Astronauts Hague and Ovchinin Reach ISS 5 Months After Failed MS-10 Launch

Expedition 59 full crew 1 photo
Photo: NASA via Twitter
Back in October 2018, American astronaut Nick Hague and Russian cosmonaut Aleksey Ovchinin became the unwilling heroes of a Soyuz rocket launch went bad. It took the two men nearly half a year to get back onboard a Russian space capsule and reach their destination, the International Space Station (ISS).
Officially, the mid-flight abort of MS-10 was caused by the first stage of the rocket impacting the second one during separation. The abort took place at an altitude of 50 km (31 miles), and it took the two men nearly 20 minutes of struggling to get the craft back on Earth safely.

The problem that prevented Hague and Ovchinin from reaching the ISS seems to have been fixed, as no incidents were reported since. Also, the two men seem not to have been discouraged by their ordeal.

On March 14, a Soyuz capsule called MS-12 safely docked with the ISS, getting Hague, Ovchinin and Christina Koch on the station for crucial research and science missions.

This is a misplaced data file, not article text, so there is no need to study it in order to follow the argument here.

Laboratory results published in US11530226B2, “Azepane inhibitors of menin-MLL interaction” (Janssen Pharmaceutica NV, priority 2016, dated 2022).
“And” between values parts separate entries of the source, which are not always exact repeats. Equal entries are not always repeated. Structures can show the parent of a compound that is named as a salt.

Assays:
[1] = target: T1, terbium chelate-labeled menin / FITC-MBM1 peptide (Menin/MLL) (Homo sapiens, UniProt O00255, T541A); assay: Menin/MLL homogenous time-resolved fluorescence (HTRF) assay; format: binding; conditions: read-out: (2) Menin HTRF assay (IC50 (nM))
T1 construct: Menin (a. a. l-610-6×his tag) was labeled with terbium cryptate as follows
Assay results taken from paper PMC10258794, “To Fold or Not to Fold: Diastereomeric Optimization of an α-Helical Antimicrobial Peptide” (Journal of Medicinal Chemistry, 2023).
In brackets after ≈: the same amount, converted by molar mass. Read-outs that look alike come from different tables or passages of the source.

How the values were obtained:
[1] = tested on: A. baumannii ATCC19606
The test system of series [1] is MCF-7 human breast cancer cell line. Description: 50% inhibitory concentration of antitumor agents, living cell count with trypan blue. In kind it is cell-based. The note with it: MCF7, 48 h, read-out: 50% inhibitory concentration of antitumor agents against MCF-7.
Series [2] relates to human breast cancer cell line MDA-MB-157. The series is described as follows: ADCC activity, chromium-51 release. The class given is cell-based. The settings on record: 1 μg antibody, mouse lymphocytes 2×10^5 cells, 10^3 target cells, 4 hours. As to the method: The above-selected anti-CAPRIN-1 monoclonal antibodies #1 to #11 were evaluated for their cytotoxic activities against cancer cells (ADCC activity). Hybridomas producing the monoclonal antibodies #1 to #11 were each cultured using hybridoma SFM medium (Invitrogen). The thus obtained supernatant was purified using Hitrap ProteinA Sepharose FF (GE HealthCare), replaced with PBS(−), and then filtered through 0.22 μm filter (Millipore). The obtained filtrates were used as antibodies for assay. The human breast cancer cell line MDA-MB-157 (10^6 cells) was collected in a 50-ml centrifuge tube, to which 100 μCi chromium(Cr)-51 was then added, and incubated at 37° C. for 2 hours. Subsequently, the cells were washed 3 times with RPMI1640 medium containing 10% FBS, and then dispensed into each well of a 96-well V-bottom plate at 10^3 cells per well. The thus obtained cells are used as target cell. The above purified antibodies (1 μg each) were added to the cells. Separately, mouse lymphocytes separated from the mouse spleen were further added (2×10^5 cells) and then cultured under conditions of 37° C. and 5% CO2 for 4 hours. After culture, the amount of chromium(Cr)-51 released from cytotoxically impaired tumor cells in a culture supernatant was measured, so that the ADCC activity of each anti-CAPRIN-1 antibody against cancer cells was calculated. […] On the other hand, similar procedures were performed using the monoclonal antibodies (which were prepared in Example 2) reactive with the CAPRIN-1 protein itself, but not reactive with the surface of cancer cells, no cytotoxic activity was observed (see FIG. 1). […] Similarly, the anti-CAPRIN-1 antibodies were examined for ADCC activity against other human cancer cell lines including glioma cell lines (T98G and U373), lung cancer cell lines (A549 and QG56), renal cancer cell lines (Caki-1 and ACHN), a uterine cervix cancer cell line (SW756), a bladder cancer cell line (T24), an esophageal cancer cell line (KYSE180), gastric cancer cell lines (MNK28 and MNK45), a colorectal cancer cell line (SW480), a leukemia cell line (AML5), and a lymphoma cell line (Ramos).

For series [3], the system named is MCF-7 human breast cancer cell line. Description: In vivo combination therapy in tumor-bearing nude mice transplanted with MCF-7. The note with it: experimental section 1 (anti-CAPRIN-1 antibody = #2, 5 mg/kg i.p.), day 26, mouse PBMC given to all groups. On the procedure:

With the three people sent up on Thursday, the ISS crew now comprises six members, the usual number of occupants for each of the Expeditions. The people already there are NASA’s Anne McClain, Canadian David Saint-Jacques and Russian commander Oleg Kononenko.

The three who launched this week will spend six months orbiting Earth and are tasked with completing 250 experiments in biology, Earth science, human research, physical sciences, and technology development. 75 of these experiments have never been attempted before.

During their stay, the crew will be resupplied by three spacecraft, a Russian Progress, a Northrop Grumman Cygnus and a SpaceX Dragon. They will also conduct three spacewalks, one of which will be the first-ever spacewalk done by an all-female party.

What’s more important is that this crew will be the one to welcome astronauts flying up in the first American-made spacecraft since the retirement of the space shuttles almost a decade ago.
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About the author: Daniel Patrascu
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Daniel loves writing (or so he claims), and he uses this skill to offer readers a "behind the scenes" look at the automotive industry. He also enjoys talking about space exploration and robots, because in his view the only way forward for humanity is away from this planet, in metal bodies.
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